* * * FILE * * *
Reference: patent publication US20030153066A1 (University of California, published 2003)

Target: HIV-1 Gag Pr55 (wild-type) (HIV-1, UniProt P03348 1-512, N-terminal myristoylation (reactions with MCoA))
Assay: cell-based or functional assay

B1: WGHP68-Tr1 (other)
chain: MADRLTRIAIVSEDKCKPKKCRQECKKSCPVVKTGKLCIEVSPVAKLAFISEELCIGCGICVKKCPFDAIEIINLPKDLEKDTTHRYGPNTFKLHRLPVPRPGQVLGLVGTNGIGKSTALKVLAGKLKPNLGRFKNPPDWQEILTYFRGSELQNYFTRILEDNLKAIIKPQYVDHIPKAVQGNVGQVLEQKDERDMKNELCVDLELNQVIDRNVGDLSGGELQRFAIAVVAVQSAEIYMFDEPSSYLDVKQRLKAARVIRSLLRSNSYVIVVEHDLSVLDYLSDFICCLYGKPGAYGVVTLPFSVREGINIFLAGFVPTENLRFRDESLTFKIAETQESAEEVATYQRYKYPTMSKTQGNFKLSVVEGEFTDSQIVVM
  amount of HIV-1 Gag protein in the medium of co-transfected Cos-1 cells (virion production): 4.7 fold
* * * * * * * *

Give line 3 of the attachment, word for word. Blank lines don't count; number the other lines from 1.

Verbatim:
Assay: cell-based or functional assay